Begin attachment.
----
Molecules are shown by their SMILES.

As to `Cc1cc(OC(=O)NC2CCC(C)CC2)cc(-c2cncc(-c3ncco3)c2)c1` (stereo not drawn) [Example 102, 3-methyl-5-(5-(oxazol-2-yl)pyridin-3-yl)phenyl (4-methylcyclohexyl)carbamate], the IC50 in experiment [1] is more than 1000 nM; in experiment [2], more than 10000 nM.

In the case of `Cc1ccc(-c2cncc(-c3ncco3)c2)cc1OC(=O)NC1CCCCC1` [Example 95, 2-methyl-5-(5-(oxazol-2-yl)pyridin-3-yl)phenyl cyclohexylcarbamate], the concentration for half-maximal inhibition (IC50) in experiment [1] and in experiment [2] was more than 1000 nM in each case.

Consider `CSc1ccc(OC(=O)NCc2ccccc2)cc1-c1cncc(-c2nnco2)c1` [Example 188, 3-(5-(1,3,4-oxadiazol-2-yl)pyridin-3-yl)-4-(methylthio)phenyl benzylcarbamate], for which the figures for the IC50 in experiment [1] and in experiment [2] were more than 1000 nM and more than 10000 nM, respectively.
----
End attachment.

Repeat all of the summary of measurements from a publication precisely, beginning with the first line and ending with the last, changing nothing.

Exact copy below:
Molecules are shown by their SMILES.

As to `Cc1cc(OC(=O)NC2CCC(C)CC2)cc(-c2cncc(-c3ncco3)c2)c1` (stereo not drawn) [Example 102, 3-methyl-5-(5-(oxazol-2-yl)pyridin-3-yl)phenyl (4-methylcyclohexyl)carbamate], the IC50 in experiment [1] is more than 1000 nM; in experiment [2], more than 10000 nM.

In the case of `Cc1ccc(-c2cncc(-c3ncco3)c2)cc1OC(=O)NC1CCCCC1` [Example 95, 2-methyl-5-(5-(oxazol-2-yl)pyridin-3-yl)phenyl cyclohexylcarbamate], the concentration for half-maximal inhibition (IC50) in experiment [1] and in experiment [2] was more than 1000 nM in each case.

Consider `CSc1ccc(OC(=O)NCc2ccccc2)cc1-c1cncc(-c2nnco2)c1` [Example 188, 3-(5-(1,3,4-oxadiazol-2-yl)pyridin-3-yl)-4-(methylthio)phenyl benzylcarbamate], for which the figures for the IC50 in experiment [1] and in experiment [2] were more than 1000 nM and more than 10000 nM, respectively.